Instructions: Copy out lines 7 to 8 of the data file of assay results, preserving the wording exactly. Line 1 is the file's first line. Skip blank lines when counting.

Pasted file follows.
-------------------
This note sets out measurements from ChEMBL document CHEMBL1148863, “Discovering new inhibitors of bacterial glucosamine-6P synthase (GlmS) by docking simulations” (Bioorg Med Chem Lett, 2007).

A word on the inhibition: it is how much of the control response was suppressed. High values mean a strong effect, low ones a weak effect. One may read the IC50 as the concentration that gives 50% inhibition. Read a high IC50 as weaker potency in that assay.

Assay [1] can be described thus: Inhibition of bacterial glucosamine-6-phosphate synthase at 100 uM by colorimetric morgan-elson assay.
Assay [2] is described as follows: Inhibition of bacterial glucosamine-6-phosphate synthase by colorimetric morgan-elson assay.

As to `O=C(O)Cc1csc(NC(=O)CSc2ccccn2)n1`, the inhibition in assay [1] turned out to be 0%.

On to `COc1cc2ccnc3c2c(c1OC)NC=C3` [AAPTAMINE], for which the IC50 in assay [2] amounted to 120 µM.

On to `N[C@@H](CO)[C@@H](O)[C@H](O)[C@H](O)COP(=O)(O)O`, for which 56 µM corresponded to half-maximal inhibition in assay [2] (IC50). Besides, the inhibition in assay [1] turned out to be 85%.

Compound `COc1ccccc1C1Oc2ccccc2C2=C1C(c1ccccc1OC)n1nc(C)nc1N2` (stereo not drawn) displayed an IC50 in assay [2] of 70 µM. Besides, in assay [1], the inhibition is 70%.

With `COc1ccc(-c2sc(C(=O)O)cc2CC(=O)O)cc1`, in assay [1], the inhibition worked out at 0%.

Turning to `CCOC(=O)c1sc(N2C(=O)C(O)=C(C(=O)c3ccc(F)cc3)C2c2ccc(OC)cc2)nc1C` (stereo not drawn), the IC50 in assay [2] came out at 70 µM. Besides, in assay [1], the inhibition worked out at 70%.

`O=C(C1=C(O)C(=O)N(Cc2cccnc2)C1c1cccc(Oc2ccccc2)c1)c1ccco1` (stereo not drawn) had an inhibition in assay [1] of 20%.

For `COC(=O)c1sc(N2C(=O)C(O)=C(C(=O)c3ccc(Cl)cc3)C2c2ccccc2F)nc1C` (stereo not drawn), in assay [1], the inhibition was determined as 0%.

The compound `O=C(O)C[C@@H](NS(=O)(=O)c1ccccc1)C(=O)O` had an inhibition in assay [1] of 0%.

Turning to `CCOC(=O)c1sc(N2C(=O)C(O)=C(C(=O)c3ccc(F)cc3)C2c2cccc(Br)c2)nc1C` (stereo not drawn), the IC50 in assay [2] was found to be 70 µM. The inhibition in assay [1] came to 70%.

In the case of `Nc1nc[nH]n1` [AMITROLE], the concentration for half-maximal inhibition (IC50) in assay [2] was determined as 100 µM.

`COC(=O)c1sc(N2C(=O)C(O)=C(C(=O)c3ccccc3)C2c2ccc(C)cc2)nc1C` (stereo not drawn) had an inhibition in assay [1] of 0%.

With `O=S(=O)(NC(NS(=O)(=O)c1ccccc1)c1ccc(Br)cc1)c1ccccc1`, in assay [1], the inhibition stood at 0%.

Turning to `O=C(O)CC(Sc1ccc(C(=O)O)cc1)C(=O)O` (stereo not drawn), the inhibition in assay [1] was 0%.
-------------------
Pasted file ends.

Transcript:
On to `N[C@@H](CO)[C@@H](O)[C@H](O)[C@H](O)COP(=O)(O)O`, for which 56 µM corresponded to half-maximal inhibition in assay [2] (IC50). Besides, the inhibition in assay [1] turned out to be 85%.

Compound `COc1ccccc1C1Oc2ccccc2C2=C1C(c1ccccc1OC)n1nc(C)nc1N2` (stereo not drawn) displayed an IC50 in assay [2] of 70 µM. Besides, in assay [1], the inhibition is 70%.